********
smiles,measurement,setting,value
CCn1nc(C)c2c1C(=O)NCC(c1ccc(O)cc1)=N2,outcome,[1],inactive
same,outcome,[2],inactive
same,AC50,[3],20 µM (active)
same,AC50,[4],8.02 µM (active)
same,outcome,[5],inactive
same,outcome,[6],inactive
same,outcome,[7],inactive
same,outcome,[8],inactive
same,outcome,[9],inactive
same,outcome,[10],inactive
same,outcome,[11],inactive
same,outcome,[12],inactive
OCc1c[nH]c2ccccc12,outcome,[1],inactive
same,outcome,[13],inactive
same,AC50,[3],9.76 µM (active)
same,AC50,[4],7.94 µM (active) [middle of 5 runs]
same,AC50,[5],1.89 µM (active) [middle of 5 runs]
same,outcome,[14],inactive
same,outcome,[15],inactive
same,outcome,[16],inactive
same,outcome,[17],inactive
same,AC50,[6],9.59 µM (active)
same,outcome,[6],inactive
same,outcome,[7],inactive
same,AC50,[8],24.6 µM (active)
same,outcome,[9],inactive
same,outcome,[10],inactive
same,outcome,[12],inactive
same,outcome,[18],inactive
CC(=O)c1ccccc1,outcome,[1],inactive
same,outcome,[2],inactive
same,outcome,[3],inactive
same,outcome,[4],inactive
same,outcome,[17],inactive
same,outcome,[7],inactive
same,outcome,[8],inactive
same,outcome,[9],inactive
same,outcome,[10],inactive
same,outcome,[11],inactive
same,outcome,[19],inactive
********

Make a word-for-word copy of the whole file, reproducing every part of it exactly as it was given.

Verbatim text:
smiles,measurement,setting,value
CCn1nc(C)c2c1C(=O)NCC(c1ccc(O)cc1)=N2,outcome,[1],inactive
same,outcome,[2],inactive
same,AC50,[3],20 µM (active)
same,AC50,[4],8.02 µM (active)
same,outcome,[5],inactive
same,outcome,[6],inactive
same,outcome,[7],inactive
same,outcome,[8],inactive
same,outcome,[9],inactive
same,outcome,[10],inactive
same,outcome,[11],inactive
same,outcome,[12],inactive
OCc1c[nH]c2ccccc12,outcome,[1],inactive
same,outcome,[13],inactive
same,AC50,[3],9.76 µM (active)
same,AC50,[4],7.94 µM (active) [middle of 5 runs]
same,AC50,[5],1.89 µM (active) [middle of 5 runs]
same,outcome,[14],inactive
same,outcome,[15],inactive
same,outcome,[16],inactive
same,outcome,[17],inactive
same,AC50,[6],9.59 µM (active)
same,outcome,[6],inactive
same,outcome,[7],inactive
same,AC50,[8],24.6 µM (active)
same,outcome,[9],inactive
same,outcome,[10],inactive
same,outcome,[12],inactive
same,outcome,[18],inactive
CC(=O)c1ccccc1,outcome,[1],inactive
same,outcome,[2],inactive
same,outcome,[3],inactive
same,outcome,[4],inactive
same,outcome,[17],inactive
same,outcome,[7],inactive
same,outcome,[8],inactive
same,outcome,[9],inactive
same,outcome,[10],inactive
same,outcome,[11],inactive
same,outcome,[19],inactive